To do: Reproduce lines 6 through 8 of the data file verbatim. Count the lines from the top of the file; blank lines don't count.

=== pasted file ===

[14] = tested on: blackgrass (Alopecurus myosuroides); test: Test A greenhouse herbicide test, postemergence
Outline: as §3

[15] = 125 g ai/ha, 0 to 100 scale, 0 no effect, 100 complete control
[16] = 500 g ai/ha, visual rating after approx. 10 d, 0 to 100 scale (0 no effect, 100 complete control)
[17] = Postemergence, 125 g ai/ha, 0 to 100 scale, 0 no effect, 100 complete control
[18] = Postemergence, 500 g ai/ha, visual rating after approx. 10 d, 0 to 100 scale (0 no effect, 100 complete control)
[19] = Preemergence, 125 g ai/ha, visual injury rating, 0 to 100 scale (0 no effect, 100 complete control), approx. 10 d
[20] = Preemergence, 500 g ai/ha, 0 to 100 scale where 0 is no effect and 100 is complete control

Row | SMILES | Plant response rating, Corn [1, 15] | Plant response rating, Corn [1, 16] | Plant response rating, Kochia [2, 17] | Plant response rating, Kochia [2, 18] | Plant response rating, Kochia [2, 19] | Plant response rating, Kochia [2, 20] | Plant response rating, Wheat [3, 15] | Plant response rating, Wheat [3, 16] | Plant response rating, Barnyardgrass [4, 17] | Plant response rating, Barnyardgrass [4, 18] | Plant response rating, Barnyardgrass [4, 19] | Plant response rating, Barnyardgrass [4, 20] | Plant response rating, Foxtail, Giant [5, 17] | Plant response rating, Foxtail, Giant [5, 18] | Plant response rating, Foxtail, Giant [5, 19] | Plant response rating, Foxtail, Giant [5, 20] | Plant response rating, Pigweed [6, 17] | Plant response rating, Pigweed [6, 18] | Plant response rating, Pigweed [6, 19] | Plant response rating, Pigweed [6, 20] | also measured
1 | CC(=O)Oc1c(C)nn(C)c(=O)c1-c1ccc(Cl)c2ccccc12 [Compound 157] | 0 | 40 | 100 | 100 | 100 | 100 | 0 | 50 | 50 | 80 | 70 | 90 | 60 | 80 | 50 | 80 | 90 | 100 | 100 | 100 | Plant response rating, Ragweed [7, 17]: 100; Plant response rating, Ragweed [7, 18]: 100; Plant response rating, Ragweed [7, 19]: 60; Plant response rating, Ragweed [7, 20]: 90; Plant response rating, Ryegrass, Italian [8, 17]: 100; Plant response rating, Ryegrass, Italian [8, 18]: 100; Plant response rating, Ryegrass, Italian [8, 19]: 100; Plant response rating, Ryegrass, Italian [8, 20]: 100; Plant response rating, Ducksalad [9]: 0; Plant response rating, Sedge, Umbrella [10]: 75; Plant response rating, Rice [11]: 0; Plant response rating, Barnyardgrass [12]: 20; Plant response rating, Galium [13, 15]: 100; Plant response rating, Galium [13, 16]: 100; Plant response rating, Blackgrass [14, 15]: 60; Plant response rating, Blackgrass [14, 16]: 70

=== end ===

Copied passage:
[18] = Postemergence, 500 g ai/ha, visual rating after approx. 10 d, 0 to 100 scale (0 no effect, 100 complete control)
[19] = Preemergence, 125 g ai/ha, visual injury rating, 0 to 100 scale (0 no effect, 100 complete control), approx. 10 d
[20] = Preemergence, 500 g ai/ha, 0 to 100 scale where 0 is no effect and 100 is complete control